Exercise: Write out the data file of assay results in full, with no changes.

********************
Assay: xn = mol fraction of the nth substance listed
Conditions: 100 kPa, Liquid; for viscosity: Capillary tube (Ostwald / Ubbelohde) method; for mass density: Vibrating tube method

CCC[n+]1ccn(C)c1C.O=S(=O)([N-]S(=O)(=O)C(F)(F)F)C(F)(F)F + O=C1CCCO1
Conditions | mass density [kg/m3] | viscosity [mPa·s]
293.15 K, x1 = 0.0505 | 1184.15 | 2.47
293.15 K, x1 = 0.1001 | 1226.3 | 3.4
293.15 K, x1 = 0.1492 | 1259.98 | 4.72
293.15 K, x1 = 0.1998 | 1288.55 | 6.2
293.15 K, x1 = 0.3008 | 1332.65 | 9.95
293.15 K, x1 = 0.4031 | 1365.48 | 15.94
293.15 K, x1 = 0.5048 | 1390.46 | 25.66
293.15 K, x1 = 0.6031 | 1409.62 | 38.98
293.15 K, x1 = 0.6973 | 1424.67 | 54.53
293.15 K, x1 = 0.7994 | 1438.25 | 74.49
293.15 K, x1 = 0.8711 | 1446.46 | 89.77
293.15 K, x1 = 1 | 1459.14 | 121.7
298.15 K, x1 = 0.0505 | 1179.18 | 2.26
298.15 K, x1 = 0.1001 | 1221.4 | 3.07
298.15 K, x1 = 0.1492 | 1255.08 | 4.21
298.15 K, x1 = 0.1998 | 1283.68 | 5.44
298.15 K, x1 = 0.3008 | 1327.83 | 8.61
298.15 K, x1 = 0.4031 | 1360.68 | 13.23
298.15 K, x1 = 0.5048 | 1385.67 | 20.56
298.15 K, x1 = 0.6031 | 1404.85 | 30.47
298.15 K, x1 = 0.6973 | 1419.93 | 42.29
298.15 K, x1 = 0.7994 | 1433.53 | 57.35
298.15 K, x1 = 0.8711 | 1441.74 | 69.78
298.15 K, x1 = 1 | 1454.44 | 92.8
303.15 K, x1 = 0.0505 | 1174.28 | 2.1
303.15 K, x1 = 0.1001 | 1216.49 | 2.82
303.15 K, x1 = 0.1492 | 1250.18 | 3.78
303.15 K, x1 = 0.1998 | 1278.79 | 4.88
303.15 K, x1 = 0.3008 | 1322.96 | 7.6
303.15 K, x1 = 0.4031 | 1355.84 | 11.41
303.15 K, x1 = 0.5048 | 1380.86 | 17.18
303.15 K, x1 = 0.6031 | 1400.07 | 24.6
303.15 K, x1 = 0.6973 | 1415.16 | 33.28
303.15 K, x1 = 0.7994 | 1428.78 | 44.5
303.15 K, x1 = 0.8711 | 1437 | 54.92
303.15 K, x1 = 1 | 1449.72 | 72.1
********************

Assay: xn = mol fraction of the nth substance listed
Conditions: 100 kPa, Liquid; for viscosity: Capillary tube (Ostwald / Ubbelohde) method; for mass density: Vibrating tube method

CCC[n+]1ccn(C)c1C.O=S(=O)([N-]S(=O)(=O)C(F)(F)F)C(F)(F)F + O=C1CCCO1
Conditions | mass density [kg/m3] | viscosity [mPa·s]
293.15 K, x1 = 0.0505 | 1184.15 | 2.47
293.15 K, x1 = 0.1001 | 1226.3 | 3.4
293.15 K, x1 = 0.1492 | 1259.98 | 4.72
293.15 K, x1 = 0.1998 | 1288.55 | 6.2
293.15 K, x1 = 0.3008 | 1332.65 | 9.95
293.15 K, x1 = 0.4031 | 1365.48 | 15.94
293.15 K, x1 = 0.5048 | 1390.46 | 25.66
293.15 K, x1 = 0.6031 | 1409.62 | 38.98
293.15 K, x1 = 0.6973 | 1424.67 | 54.53
293.15 K, x1 = 0.7994 | 1438.25 | 74.49
293.15 K, x1 = 0.8711 | 1446.46 | 89.77
293.15 K, x1 = 1 | 1459.14 | 121.7
298.15 K, x1 = 0.0505 | 1179.18 | 2.26
298.15 K, x1 = 0.1001 | 1221.4 | 3.07
298.15 K, x1 = 0.1492 | 1255.08 | 4.21
298.15 K, x1 = 0.1998 | 1283.68 | 5.44
298.15 K, x1 = 0.3008 | 1327.83 | 8.61
298.15 K, x1 = 0.4031 | 1360.68 | 13.23
298.15 K, x1 = 0.5048 | 1385.67 | 20.56
298.15 K, x1 = 0.6031 | 1404.85 | 30.47
298.15 K, x1 = 0.6973 | 1419.93 | 42.29
298.15 K, x1 = 0.7994 | 1433.53 | 57.35
298.15 K, x1 = 0.8711 | 1441.74 | 69.78
298.15 K, x1 = 1 | 1454.44 | 92.8
303.15 K, x1 = 0.0505 | 1174.28 | 2.1
303.15 K, x1 = 0.1001 | 1216.49 | 2.82
303.15 K, x1 = 0.1492 | 1250.18 | 3.78
303.15 K, x1 = 0.1998 | 1278.79 | 4.88
303.15 K, x1 = 0.3008 | 1322.96 | 7.6
303.15 K, x1 = 0.4031 | 1355.84 | 11.41
303.15 K, x1 = 0.5048 | 1380.86 | 17.18
303.15 K, x1 = 0.6031 | 1400.07 | 24.6
303.15 K, x1 = 0.6973 | 1415.16 | 33.28
303.15 K, x1 = 0.7994 | 1428.78 | 44.5
303.15 K, x1 = 0.8711 | 1437 | 54.92
303.15 K, x1 = 1 | 1449.72 | 72.1